Though best known as the author of children’s books such as “Charlie and the Chocolate Factory” and “James and the Giant Peach,” Roald Dahl lived a varied life that also included stints as a World War II fighter ace, a British intelligence agent and—in the early 1960s—a pioneer in new neurosurgical technology. Dahl’s interest in medicine came after a car accident left his four-month-old son with hydrocephalus, or “water on the brain.” Determined to ease his child’s suffering, the writer teamed with pediatric neurosurgeon Kenneth Till and toymaker and hydraulic engineer Stanley Wade in the development of a device to more effectively drain fluid from the brain. The result was the Wade-Dahl-Till Valve, a type of cerebral shunt that was cheaper, easier to sterilize and less prone to blockages than earlier units. Dahl’s son’s condition had improved by the time the device was put into production in 1962, but the valves were later used to treat some 3,000 children worldwide.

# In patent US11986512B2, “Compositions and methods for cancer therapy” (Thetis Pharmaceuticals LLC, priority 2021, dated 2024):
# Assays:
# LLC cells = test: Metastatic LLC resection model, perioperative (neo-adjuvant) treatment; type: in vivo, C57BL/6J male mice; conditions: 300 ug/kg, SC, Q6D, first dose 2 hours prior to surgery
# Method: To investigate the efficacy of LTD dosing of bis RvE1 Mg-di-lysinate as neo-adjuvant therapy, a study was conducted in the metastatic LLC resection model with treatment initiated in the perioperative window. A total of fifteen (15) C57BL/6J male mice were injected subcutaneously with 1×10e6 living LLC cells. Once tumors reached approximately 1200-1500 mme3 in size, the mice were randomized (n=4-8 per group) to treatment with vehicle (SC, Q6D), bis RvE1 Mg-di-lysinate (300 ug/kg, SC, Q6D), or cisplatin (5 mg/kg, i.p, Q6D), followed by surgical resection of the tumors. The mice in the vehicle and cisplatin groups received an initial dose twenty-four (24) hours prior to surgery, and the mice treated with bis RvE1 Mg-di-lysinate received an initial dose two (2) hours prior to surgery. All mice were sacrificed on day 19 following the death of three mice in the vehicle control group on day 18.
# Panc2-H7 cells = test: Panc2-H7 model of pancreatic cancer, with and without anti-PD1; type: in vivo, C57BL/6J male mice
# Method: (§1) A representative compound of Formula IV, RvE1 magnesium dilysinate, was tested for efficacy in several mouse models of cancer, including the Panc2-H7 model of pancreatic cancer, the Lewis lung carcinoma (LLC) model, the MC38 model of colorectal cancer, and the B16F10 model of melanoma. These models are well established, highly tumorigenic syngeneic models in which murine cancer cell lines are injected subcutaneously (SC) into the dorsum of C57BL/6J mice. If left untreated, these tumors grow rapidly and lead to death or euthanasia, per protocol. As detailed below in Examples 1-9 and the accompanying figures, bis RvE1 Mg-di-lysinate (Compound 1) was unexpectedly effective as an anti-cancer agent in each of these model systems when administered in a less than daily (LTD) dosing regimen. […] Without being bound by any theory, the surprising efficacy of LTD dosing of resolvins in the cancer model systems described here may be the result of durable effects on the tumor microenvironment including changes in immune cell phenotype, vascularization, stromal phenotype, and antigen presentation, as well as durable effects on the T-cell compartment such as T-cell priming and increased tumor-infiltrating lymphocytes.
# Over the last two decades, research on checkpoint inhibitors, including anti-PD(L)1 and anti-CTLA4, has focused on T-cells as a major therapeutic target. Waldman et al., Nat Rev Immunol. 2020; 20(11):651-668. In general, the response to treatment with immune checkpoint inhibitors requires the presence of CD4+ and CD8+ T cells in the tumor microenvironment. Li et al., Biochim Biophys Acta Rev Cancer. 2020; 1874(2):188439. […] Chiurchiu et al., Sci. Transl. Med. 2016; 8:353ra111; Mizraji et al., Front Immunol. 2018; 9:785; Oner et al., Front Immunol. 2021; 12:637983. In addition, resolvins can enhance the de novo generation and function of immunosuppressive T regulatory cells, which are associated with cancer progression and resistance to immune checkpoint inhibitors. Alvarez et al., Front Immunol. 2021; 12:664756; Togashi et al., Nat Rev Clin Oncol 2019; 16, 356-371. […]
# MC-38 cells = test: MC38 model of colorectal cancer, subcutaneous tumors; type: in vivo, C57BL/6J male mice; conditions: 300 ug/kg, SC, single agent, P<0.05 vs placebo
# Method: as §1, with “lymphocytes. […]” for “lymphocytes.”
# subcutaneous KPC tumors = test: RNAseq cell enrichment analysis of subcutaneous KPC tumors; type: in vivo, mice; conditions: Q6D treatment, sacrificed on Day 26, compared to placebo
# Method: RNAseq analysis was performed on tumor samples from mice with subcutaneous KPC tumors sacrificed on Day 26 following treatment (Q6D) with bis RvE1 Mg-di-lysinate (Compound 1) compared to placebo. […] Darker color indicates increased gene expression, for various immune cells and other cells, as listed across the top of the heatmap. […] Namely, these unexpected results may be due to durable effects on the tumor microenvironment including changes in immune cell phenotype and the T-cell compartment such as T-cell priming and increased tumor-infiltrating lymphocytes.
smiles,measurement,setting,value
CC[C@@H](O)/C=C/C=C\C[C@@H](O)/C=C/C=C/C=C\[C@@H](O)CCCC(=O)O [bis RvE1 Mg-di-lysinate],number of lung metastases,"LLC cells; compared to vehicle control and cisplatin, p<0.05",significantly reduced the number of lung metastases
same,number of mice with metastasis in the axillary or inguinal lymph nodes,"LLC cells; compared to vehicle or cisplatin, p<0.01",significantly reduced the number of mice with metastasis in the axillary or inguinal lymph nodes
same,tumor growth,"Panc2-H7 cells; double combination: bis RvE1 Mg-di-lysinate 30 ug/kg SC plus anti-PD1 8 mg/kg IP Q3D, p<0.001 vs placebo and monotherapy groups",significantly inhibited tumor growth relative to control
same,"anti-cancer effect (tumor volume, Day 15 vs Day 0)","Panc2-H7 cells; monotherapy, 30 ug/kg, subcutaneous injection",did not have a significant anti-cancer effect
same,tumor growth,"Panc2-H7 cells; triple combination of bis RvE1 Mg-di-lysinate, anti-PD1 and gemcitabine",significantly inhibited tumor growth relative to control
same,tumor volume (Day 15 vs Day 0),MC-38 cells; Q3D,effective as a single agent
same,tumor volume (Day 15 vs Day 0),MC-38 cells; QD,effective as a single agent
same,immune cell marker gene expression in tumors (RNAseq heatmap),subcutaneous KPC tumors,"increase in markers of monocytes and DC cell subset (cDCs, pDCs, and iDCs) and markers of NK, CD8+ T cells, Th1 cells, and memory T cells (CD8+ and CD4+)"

Hedwig Eva Maria Kiesler—better known by her stage name Hedy Lamarr—became a big screen legend in the 1930s and 40s for starring in such Hollywood films as “Algiers,” “Comrade X” and “Samson and Delilah.” But while the Vienna-born actress was often dubbed the “most beautiful woman in the world,” she also possessed a sharp mind that she put to use as an inventor. In the 1940s, she teamed with avant-garde composer George Antheil in pioneering a new method of “frequency hopping,” a technique for disguising radio transmissions by making the signal jump between different channels in a prearranged pattern. Lamarr devised her “Secret Communications System” as a potential guidance tool for Allied torpedoes in World War II, but the U.S. Navy ignored the technology after she handed over her patent in 1942. Other inventors later expanded on her groundbreaking ideas, however, and similar “spread-spectrum” systems are now used in everything from communications satellites to cellular phones.